This volume covers the Modern period, from Art-Nouveau in the early 1920s to the Brutalist Style in the late 20th century. Four modern design styles, dominated the Jerusalem urban scene until the mid-20th century, and emerged mainly in reaction to the eclectic Neo-Classic Revival Styles of the late 19th century. Art-Nouveau, which became fashionable in the early 20th century, was notable for its organic, flowing and curved foliated motifs. The Bauhaus Style emerged in the late 1920s and 1930s and cultivated a minimalistic functional aesthetic geometry, based on modern technologies. Art-Deco’s decorative designs, which were prevalent at the same time, adopted streamlined as well as angular and cursive motifs. The International Style became part of the city’s architecture during the 1950s-1960s, and was based on purist compositions and rectangular shapes, with no ornamental motifs.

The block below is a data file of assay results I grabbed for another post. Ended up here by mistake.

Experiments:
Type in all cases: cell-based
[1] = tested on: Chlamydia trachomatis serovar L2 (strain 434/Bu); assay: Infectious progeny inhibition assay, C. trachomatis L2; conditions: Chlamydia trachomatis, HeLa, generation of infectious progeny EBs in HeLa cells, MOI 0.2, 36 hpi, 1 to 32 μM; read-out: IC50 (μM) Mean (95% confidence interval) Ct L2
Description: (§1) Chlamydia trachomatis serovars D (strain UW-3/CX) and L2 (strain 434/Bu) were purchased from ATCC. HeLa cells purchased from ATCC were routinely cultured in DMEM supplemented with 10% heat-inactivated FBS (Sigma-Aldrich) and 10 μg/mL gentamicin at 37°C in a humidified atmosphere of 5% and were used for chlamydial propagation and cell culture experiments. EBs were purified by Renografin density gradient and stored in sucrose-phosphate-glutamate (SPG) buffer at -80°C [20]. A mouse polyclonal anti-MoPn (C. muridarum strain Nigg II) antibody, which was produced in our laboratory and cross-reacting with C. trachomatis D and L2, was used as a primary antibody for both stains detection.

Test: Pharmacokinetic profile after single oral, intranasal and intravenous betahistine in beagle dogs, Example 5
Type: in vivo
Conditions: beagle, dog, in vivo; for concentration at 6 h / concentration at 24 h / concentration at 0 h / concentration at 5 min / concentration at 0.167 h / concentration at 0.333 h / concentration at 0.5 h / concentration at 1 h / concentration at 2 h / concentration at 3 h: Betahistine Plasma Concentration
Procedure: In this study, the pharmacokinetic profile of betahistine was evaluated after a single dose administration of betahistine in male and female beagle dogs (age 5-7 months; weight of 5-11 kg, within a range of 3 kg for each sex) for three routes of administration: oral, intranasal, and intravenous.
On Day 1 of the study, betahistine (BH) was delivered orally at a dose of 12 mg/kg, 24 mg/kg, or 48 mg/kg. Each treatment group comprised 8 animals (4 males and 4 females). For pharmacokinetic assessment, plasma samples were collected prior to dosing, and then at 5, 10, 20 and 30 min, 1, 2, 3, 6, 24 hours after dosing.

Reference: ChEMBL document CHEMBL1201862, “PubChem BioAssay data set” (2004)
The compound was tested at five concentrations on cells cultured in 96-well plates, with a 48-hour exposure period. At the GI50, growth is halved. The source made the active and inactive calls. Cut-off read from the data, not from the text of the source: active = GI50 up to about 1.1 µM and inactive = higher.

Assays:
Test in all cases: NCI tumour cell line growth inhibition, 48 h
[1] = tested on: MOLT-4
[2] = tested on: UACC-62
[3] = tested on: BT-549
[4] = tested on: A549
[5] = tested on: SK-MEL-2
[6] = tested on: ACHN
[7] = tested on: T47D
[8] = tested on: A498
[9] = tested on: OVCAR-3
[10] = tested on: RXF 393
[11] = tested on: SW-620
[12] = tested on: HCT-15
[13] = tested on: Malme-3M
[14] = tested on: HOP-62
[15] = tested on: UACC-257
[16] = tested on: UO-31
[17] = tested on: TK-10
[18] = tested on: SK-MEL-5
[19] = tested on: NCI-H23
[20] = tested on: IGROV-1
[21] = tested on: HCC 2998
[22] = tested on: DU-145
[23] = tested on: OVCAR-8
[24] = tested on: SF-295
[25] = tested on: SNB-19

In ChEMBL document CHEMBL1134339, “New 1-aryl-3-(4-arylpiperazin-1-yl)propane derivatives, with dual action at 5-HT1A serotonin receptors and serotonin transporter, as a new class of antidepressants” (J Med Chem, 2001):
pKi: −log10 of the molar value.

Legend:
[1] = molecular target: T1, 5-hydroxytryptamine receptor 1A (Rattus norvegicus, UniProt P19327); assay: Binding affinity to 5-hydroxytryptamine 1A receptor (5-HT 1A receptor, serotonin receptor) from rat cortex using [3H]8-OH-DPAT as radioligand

In the second half of the 20th century two different styles emerged. One is the local Neo-Oriental Style, which revived in the 1970s-1980s some of the picturesque oriental features of the Old City, its walls, gates and alleyways. The second style, which emerged a bit later was The Brutalist Style, with its rich and expressive sculptural forms.